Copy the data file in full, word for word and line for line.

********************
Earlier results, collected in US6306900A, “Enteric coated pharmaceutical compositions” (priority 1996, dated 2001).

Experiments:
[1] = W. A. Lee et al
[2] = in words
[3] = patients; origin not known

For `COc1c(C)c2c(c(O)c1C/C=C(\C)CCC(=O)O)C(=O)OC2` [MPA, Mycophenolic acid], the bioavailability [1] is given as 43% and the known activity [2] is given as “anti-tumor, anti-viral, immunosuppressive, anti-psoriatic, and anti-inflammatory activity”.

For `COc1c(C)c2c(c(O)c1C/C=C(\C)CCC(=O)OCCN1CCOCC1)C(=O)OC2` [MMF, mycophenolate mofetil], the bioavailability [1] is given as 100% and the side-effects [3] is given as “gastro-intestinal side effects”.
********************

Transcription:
Earlier results, collected in US6306900A, “Enteric coated pharmaceutical compositions” (priority 1996, dated 2001).

Experiments:
[1] = W. A. Lee et al
[2] = in words
[3] = patients; origin not known

For `COc1c(C)c2c(c(O)c1C/C=C(\C)CCC(=O)O)C(=O)OC2` [MPA, Mycophenolic acid], the bioavailability [1] is given as 43% and the known activity [2] is given as “anti-tumor, anti-viral, immunosuppressive, anti-psoriatic, and anti-inflammatory activity”.

For `COc1c(C)c2c(c(O)c1C/C=C(\C)CCC(=O)OCCN1CCOCC1)C(=O)OC2` [MMF, mycophenolate mofetil], the bioavailability [1] is given as 100% and the side-effects [3] is given as “gastro-intestinal side effects”.